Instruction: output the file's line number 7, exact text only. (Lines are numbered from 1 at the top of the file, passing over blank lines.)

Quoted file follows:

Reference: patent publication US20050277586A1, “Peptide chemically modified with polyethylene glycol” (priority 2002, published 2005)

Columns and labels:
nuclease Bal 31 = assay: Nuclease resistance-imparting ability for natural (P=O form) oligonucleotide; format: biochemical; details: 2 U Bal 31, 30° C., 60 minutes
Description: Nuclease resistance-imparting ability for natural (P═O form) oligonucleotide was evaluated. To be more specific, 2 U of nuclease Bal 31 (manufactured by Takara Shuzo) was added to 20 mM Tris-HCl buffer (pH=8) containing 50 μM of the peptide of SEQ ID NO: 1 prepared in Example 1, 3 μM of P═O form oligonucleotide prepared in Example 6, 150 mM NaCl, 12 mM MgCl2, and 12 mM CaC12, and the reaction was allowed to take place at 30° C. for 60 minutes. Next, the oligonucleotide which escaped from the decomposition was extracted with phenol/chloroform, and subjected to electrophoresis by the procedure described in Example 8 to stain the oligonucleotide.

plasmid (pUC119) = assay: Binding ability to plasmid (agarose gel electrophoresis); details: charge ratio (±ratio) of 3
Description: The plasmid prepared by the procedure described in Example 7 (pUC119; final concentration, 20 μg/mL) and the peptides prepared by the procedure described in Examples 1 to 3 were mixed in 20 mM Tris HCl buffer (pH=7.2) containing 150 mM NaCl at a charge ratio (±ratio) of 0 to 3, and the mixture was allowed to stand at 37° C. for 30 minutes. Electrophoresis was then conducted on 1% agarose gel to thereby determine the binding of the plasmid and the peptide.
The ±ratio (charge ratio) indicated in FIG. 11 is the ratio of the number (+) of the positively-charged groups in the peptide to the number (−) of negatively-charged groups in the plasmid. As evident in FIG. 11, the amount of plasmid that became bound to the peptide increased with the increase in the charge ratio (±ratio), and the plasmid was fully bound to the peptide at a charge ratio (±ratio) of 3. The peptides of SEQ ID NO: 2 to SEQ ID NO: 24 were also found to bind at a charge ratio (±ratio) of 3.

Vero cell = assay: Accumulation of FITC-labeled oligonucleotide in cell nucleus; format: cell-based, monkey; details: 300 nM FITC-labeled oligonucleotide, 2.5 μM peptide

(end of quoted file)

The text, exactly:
The ±ratio (charge ratio) indicated in FIG. 11 is the ratio of the number (+) of the positively-charged groups in the peptide to the number (−) of negatively-charged groups in the plasmid. As evident in FIG. 11, the amount of plasmid that became bound to the peptide increased with the increase in the charge ratio (±ratio), and the plasmid was fully bound to the peptide at a charge ratio (±ratio) of 3. The peptides of SEQ ID NO: 2 to SEQ ID NO: 24 were also found to bind at a charge ratio (±ratio) of 3.